India defeated Australia by 26 runs in a rain-affected game which saw the second innings reduced to just 21 overs. India won the toss and opted to bat, scoring 281 runs after a shambolic start which saw them reduced to 11-3. Pandya and Dhoni saved the day for the home side by scoring 79 and 83 respectively, pushing India to a competitive total.
Rain and the Duckworth-Lewis system meant that Australia were set a new equation to win the match. A target of 164 in 21 overs. Given the wet outfield, tough conditions for the bowlers to grip the ball, and a batting lineup extraordinarily geared for a T20-like matchup, most thought Australia should have chased the total down.
The victory failed to materialise thanks to Chahal, Pandya, and Kuldeep Yadav, who took seven wickets between them to restrict the Aussies to 137-9 at the end of 21 overs. Both the teams had plenty to take away from the match, areas they could improve on to win or continue winning in the series ahead. We look at five takeaways from the first ODI.
1) Australia need to improve their fielding
More than their abysmal batting, Australia lost the match almost solely because of their fielding considering several catches they dropped and runs they gave away to misfields. Rohit Sharma was dropped on 4 by Steve Smith at second slip off Cummins. This one was not as costly since Sharma managed 24 more after the drop. However, Smith also dropped Pandya on 13 at the same position off of Coulter-Nile. Pandya was the highest scorer for India, amassing 83 in 66 balls. The second one was a sharp chance, more so than the first, and calling it a drop could be considered harsh on the skipper, but an adept slip fielder should have clung on. Besides these two, several misfields on the boundary and within the thirty-yard circle saw India build their comeback from a bleak 11-3.
2) The Australian pacers have figured out where to bowl to the Indians
Despite the fielding, the Australian bowlers were superb with their line and length in the first half of the match, consistently attacking the corridor of uncertainty and producing edges off the bat. Coulter-Nile regularly bowled the full delivery outside off stump that angled away from the batsman, a tactic that was very successful for him in the IPL, to take three early wickets. Cummins’ length was much shorter than Coulter-Nile’s, but he beat the Indian batsmen often as they tried to drive him through the covers. Stoinis consistently bowled a short length outside off stump, exposing another Achilles Heel for the Indians. He was rewarded with two wickets, that of Jadhav and Sharma, both of whom tried pulling the ball unsuccessfully.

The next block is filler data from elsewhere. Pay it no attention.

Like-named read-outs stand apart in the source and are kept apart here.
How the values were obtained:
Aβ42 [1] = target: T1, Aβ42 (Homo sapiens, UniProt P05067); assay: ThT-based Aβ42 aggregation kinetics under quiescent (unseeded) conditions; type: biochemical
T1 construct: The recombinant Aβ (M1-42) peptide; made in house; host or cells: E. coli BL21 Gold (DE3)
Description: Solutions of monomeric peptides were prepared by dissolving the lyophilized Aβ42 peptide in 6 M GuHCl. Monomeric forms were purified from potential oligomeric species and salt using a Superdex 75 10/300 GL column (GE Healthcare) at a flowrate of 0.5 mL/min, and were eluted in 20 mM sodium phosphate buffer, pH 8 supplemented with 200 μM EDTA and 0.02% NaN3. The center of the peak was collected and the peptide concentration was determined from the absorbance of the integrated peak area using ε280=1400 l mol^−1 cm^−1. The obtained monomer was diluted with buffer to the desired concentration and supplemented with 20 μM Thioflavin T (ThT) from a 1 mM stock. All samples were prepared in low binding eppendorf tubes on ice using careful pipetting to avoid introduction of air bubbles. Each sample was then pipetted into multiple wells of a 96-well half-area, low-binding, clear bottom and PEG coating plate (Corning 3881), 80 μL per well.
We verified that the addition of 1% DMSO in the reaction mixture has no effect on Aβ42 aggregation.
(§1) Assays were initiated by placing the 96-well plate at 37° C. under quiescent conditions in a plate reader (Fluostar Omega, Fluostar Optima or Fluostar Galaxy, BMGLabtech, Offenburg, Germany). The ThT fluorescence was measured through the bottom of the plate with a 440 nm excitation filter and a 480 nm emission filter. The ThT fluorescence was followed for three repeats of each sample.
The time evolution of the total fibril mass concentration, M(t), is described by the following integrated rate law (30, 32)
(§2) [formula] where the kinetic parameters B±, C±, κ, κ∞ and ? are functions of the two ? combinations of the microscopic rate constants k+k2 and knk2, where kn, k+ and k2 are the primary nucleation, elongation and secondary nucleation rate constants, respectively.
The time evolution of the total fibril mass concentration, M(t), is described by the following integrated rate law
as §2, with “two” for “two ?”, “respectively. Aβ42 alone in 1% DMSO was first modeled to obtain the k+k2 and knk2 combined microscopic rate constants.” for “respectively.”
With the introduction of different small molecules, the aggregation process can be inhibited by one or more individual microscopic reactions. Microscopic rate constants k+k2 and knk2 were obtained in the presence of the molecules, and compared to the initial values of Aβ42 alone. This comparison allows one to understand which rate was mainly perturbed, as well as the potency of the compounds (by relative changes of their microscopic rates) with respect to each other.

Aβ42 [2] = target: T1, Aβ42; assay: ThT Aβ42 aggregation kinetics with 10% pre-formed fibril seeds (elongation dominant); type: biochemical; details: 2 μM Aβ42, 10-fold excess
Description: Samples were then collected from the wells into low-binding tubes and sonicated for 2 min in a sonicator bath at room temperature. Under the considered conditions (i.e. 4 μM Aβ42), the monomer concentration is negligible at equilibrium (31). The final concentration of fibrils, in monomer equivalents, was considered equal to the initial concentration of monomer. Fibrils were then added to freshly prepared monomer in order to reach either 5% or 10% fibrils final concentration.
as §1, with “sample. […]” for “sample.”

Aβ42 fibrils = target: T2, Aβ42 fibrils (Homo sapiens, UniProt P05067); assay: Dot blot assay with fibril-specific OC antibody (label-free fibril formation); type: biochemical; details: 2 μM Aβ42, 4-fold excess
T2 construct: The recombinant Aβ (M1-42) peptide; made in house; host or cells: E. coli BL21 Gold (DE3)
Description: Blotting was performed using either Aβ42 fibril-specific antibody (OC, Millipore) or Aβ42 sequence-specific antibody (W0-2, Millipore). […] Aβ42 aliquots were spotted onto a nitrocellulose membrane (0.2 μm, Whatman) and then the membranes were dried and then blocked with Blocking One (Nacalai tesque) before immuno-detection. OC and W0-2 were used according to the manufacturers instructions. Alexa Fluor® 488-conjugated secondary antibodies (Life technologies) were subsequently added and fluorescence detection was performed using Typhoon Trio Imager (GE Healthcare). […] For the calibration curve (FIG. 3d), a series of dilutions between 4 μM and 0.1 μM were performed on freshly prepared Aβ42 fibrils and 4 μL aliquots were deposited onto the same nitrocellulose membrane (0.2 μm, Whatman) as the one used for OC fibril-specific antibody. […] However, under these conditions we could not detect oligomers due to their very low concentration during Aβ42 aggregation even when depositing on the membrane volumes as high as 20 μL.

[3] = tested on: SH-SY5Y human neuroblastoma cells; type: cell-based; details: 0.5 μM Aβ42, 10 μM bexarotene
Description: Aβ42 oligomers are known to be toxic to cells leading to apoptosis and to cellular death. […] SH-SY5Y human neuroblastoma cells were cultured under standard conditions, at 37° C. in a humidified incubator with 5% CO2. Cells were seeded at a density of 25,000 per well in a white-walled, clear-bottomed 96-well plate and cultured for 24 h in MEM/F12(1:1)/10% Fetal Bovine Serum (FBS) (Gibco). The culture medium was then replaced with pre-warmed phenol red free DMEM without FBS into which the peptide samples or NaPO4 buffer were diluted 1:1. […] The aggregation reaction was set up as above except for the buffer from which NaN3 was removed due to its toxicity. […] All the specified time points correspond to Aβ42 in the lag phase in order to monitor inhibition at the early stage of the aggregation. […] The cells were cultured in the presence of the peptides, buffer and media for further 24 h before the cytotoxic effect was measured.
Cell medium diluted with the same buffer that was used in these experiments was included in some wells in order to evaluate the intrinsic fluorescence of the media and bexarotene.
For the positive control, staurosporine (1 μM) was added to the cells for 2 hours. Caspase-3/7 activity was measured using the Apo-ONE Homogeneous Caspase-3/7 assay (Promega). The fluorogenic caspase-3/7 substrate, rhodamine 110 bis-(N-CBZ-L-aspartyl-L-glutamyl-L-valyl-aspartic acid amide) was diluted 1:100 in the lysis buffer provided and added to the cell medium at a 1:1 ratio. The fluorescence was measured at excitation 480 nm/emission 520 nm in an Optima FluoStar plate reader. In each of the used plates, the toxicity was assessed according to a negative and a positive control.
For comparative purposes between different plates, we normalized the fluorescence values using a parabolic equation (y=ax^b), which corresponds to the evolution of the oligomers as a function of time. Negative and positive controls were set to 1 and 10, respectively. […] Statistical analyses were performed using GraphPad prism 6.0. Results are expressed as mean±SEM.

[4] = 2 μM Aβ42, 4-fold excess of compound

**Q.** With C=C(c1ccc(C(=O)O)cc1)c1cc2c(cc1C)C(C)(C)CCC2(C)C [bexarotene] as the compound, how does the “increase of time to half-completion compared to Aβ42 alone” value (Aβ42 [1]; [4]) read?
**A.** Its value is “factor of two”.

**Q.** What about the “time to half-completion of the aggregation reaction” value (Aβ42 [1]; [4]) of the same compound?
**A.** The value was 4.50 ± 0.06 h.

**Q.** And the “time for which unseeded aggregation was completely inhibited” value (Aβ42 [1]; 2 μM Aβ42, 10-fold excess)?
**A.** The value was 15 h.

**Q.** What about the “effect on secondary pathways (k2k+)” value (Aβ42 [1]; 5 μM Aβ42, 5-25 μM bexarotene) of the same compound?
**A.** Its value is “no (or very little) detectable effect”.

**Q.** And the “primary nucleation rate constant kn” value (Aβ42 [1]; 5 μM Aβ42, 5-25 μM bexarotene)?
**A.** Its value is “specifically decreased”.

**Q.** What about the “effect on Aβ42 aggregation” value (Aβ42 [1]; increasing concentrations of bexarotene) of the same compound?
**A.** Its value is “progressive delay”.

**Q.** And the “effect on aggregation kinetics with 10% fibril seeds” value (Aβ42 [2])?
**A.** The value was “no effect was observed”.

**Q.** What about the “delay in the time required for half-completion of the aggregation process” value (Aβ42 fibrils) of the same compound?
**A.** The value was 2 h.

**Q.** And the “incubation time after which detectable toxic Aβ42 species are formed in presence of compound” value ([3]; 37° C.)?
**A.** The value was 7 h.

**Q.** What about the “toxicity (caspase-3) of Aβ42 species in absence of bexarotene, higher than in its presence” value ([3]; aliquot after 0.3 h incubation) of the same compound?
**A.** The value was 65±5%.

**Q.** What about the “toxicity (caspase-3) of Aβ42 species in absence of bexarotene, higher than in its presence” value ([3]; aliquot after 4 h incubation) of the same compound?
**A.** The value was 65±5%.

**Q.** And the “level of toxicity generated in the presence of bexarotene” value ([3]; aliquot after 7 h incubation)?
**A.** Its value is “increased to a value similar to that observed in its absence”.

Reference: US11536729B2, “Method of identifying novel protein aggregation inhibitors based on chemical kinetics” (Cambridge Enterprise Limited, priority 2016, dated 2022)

3) Not selecting Agar was the right choice
Given the Chepauk pitch’s notoriety for spin, one could safely hedge their bets for including two spinners. Smith, however, went with only Zampa. He left out Ashton Agar in favour of Hilton Cartwright to play the extra batsman. Though Cartwright only scored 1 off 8 balls, the Indians were very comfortable against spin, safely knocking the ball around and hitting the bad ball away to the fence. That Zampa ended with 1-66 in 10 overs despite the slowdown that Australia caused early shows just how easily the Indians played him. Pandya even hit three sixes and a four off one of his overs. The Eden Gardens is another slow pitch, and Smith might just drop Cartwright this time.
4) India have a positive dilemma on their hands
Before the ODI began, reports emerged that Axar Patel has been ruled out for the first three ODIs against Australia and that he had been replaced by Ravindra Jadeja. However, the two spinners, Yadav and Chahal, kept him out of the first team due to their consistent wicket-taking performances in recent matches. Chahal ended the first ODI with figures of 3-30 in five overs, and Yadav with 2-33 in four. Jadeja provides some handy batting cover down the order in case of a collapse, similar to the one on Sunday. His slow bowling has also been indispensable for the Indians over the past few years. For the next match, Kohli needs to decide if India need the extra batsman down the order, or if he can continue with Chahal and Yadav given their impressive stints in the team. It’s a healthy selection headache, one he will cherish having, but the decision could factor into the next match and the end result in a massive way.
5) India’s lower middle order is the best it’s been in a while.
Not too long ago, many in the media were contemplating whether MS Dhoni deserved to play in the 2019 World Cup after inconsistency and his axing as captain. In the recent Sri Lanka series and the ODI against Australia, he has hit back in the best possible way. Pandya has been another revelation for India with both bat and ball and is quickly emerging as a superstar in a side that is going through a transitional phase. His knock of 83, under pressure, when India was 87-5 should allay concerns regarding his maturity. Another bright spot for India has been Bhuvneshwar Kumar. He scored a match-winning 51 against Sri Lanka and has now come up with a significant 32 from 30 to encourage hopeful fans. It is still too early to judge his long-term reliability with the bat, but all the omens point in the right direction.
What were your big takeaways from India’s win in the first ODI? Let us know in the comments below.
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